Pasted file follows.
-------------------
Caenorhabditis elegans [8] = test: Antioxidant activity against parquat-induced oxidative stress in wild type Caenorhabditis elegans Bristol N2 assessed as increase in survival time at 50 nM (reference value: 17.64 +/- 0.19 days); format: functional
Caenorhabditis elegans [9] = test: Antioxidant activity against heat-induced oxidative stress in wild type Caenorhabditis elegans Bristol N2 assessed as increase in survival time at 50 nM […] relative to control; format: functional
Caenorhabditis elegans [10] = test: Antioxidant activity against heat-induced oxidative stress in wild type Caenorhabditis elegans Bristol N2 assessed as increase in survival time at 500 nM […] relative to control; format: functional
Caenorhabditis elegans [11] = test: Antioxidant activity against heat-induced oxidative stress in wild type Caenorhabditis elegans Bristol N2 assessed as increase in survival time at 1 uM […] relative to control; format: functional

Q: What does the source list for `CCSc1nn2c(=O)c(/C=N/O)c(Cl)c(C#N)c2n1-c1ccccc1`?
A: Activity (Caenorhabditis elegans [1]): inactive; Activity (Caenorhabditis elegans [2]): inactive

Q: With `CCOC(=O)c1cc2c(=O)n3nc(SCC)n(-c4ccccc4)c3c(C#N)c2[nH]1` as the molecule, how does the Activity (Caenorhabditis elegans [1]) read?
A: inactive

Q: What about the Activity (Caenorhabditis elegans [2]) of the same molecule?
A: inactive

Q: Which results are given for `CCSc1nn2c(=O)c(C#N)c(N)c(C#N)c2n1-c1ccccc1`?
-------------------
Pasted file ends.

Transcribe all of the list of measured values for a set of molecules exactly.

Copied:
Caenorhabditis elegans [8] = test: Antioxidant activity against parquat-induced oxidative stress in wild type Caenorhabditis elegans Bristol N2 assessed as increase in survival time at 50 nM (reference value: 17.64 +/- 0.19 days); format: functional
Caenorhabditis elegans [9] = test: Antioxidant activity against heat-induced oxidative stress in wild type Caenorhabditis elegans Bristol N2 assessed as increase in survival time at 50 nM […] relative to control; format: functional
Caenorhabditis elegans [10] = test: Antioxidant activity against heat-induced oxidative stress in wild type Caenorhabditis elegans Bristol N2 assessed as increase in survival time at 500 nM […] relative to control; format: functional
Caenorhabditis elegans [11] = test: Antioxidant activity against heat-induced oxidative stress in wild type Caenorhabditis elegans Bristol N2 assessed as increase in survival time at 1 uM […] relative to control; format: functional

Q: What does the source list for `CCSc1nn2c(=O)c(/C=N/O)c(Cl)c(C#N)c2n1-c1ccccc1`?
A: Activity (Caenorhabditis elegans [1]): inactive; Activity (Caenorhabditis elegans [2]): inactive

Q: With `CCOC(=O)c1cc2c(=O)n3nc(SCC)n(-c4ccccc4)c3c(C#N)c2[nH]1` as the molecule, how does the Activity (Caenorhabditis elegans [1]) read?
A: inactive

Q: What about the Activity (Caenorhabditis elegans [2]) of the same molecule?
A: inactive

Q: Which results are given for `CCSc1nn2c(=O)c(C#N)c(N)c(C#N)c2n1-c1ccccc1`?